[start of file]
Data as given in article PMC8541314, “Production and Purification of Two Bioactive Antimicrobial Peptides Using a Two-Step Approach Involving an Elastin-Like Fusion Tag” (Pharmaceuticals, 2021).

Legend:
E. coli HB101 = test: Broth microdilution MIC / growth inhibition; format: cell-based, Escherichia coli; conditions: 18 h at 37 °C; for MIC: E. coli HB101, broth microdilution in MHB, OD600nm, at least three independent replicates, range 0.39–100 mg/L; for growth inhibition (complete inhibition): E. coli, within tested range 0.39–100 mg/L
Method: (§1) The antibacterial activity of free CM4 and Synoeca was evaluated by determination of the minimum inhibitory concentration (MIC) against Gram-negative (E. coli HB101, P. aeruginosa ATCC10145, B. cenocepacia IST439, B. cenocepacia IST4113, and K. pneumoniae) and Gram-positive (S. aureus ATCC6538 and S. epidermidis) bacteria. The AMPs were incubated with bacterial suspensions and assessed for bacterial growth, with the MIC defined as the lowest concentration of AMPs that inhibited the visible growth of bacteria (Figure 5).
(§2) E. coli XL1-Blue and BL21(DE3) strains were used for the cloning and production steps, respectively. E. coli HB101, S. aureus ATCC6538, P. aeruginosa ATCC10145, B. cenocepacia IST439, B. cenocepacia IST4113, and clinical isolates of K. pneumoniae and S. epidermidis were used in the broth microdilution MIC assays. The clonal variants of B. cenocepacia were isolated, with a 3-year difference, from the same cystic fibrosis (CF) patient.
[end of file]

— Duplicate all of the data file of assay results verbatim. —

Data as given in article PMC8541314, “Production and Purification of Two Bioactive Antimicrobial Peptides Using a Two-Step Approach Involving an Elastin-Like Fusion Tag” (Pharmaceuticals, 2021).

Legend:
E. coli HB101 = test: Broth microdilution MIC / growth inhibition; format: cell-based, Escherichia coli; conditions: 18 h at 37 °C; for MIC: E. coli HB101, broth microdilution in MHB, OD600nm, at least three independent replicates, range 0.39–100 mg/L; for growth inhibition (complete inhibition): E. coli, within tested range 0.39–100 mg/L
Method: (§1) The antibacterial activity of free CM4 and Synoeca was evaluated by determination of the minimum inhibitory concentration (MIC) against Gram-negative (E. coli HB101, P. aeruginosa ATCC10145, B. cenocepacia IST439, B. cenocepacia IST4113, and K. pneumoniae) and Gram-positive (S. aureus ATCC6538 and S. epidermidis) bacteria. The AMPs were incubated with bacterial suspensions and assessed for bacterial growth, with the MIC defined as the lowest concentration of AMPs that inhibited the visible growth of bacteria (Figure 5).
(§2) E. coli XL1-Blue and BL21(DE3) strains were used for the cloning and production steps, respectively. E. coli HB101, S. aureus ATCC6538, P. aeruginosa ATCC10145, B. cenocepacia IST439, B. cenocepacia IST4113, and clinical isolates of K. pneumoniae and S. epidermidis were used in the broth microdilution MIC assays. The clonal variants of B. cenocepacia were isolated, with a 3-year difference, from the same cystic fibrosis (CF) patient.